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Ask the Entrepreneurs: 10 Best Tools for Documenting Systems Amongst Your Team

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Ask The Entrepreneurs is a regular series where members of the Young Entrepreneur Council are asked a single question that aims to help Lifehack readers level up their own lives, whether in a area of management, communication, business or life in general.

Here’s the question posed in this edition of Ask The Entrepreneurs:

What is your favorite software or tool for documenting systems for your team and why?

1. Asana

Blake Miller
Asana is great because it’s so versatile. Not only is it great for project management, but also you can use it to create checklist-oriented task lists. For instance, at Think Big Accelerator, we use an Asana organization with multiple projects that we share with new startups. It’s called the Playbook and meant to serve as a guide for entrepreneurs from idea to the first customer.
Blake Miller, Think Big Partners

2. Courseroute and Camtasia

allie siarto
We’re a small team (five people), so we wanted to build out a really simple platform to record and share screencasts and documents around our company processes. We’ve recorded all of our major day-to-day processes using Camtasia screen recording, and we host the videos and documents on Courseroute, a simple training platform that we built. The beta version will be open to the public soon.
Allie Siarto, Loudpixel

3. Basecamp

Fabian Kaempfer
We like to keep everything in one place. We use Basecamp as our project management tool for almost everything we do. By using this, we are able to document systems in the appropriate project and refer to it by link if it’s associated with a certain task somewhere else. Having to switch and log into several platforms is a time-waster for us. We like to be efficient, and Basecamp is how we get it done.
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Fabian Kaempfer, Chocomize

4. GitHub

phil-chen
Being a technology company with a small team, GitHub allows us both documentation of our systems as well as documentation of our code base in a way we are familiar with. The revision control aspect is very useful to see what has changed and when.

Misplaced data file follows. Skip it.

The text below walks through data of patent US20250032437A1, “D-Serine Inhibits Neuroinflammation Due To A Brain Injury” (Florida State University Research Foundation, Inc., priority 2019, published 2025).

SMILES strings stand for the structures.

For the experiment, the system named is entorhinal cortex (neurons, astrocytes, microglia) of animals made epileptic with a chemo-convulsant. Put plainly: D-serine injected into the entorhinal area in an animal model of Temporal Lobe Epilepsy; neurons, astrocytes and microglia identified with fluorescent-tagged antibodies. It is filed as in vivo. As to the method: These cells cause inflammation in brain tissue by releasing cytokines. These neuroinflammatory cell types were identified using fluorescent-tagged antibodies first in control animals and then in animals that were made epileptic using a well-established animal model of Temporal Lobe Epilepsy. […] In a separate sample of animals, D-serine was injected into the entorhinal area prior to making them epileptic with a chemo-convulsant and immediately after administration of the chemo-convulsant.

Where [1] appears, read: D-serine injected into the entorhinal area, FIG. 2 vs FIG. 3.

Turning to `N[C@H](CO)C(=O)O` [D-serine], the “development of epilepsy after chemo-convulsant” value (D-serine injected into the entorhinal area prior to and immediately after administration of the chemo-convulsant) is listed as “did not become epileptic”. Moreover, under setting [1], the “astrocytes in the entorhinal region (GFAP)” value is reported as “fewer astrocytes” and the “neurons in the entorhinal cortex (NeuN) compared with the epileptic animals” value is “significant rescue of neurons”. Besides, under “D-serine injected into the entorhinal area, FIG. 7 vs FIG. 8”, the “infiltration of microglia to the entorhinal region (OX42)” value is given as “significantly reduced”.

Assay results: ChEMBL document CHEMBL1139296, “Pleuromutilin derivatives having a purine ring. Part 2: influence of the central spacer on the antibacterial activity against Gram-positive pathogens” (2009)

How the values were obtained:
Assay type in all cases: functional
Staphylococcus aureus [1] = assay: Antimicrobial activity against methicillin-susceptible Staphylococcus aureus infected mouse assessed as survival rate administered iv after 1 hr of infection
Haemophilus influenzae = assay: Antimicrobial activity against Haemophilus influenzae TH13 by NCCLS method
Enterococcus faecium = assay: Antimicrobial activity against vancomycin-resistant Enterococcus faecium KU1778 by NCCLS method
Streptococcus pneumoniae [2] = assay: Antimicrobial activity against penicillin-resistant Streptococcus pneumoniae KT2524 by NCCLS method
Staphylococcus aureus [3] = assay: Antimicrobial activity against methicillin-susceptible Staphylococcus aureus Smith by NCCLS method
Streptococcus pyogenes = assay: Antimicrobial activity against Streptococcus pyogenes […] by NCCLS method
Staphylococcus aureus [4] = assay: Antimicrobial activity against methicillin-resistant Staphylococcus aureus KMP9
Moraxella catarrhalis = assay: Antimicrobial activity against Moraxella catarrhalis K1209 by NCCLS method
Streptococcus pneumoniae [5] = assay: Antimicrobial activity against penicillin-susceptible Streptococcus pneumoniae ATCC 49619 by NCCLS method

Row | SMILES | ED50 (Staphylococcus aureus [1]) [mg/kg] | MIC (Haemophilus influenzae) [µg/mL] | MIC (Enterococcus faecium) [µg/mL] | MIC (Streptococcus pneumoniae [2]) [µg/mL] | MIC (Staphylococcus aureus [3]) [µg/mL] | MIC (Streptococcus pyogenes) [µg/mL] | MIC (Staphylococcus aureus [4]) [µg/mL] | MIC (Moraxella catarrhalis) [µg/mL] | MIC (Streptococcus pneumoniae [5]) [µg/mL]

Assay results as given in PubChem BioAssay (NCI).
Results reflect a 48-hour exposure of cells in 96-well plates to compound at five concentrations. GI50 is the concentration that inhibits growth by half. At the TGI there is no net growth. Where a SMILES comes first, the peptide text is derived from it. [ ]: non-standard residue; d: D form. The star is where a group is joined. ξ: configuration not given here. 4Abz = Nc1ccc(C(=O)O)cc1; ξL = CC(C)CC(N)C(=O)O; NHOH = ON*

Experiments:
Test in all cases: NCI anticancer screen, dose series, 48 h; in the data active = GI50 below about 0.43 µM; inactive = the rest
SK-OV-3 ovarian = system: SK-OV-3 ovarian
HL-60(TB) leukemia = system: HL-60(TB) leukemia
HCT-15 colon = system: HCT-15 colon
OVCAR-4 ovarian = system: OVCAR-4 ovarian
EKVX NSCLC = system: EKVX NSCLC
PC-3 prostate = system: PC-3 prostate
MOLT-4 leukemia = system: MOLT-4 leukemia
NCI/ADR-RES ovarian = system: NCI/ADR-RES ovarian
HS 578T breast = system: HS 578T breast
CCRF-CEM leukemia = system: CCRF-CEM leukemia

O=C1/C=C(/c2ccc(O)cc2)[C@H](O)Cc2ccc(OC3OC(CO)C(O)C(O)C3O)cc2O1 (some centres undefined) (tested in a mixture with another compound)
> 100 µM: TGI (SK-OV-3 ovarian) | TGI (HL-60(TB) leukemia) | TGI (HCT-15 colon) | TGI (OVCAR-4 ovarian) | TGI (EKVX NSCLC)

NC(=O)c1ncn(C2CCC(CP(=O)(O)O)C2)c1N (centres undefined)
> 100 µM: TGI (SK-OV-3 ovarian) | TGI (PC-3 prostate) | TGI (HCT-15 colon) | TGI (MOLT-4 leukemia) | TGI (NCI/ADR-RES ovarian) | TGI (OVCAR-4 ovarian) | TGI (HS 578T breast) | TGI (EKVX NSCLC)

Phil Chen, Givit

5. DocSTAR

Andrew Schrage
Use the software offered by DocSTAR. It offers cloud-based document management services and data capture, and it can improve overall business workflow.
Andrew Schrage, Money Crashers Personal Finance

 

6. Evernote

Thursday-Bram 2
With the advent of Evernote for business, I’ve found it to be an incredibly useful tool for documenting systems and sharing the information with my team. Even better, I can clip an article and turn it into a process to follow very quickly if we want to try something new.
Thursday Bram, Hyper Modern Consulting

7. Streak

doreen-bloch
Streak has been a great tool for our team to document a variety of workflows. The tool lives right within our email accounts (where we spend a great amount of time), which is very useful. Streak has many pipelines that can be built and then shared with select team members. Whether it’s sales, bug tracking or customer service processes, Streak maintains the workflows and encourages collaboration.
Doreen Bloch, Poshly Inc.

8. Flow

Phil Dumontet
Flow is my favorite task management tool. It holds everyone on my team accountable to what they say they’re going to do and allows your task lists to be private or public. The private lists are key for information control; these let me collaborate on high-level, sensitive projects with the people I choose.
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Phil Dumontet, DASHED

9. Lucidchart

Robby Hill
Lucidchart is an HTML5 app accessible from all major platforms and has some team collaboration features as you’re documenting processes and building out very complex diagrams. We use it because some people are on Mac, iPad and Windows, and the service/app works across all of those devices, helping us convey a message with a nice looking graphical chart.
Robby Hill, HillSouth

10. Google Docs

Erin Blaskie
We use many project management tools including Basecamp, Evernote and Asana, but what we find works best for documenting systems is Google Docs. The reason? It’s simply the best at keeping one version of a document, and you can organize all the documents into helpful folders. Combine that with the commenting functionality, and you have a streamlined way to document processes and systems.
Erin Blaskie, Erin Blaskie Digital Strategist

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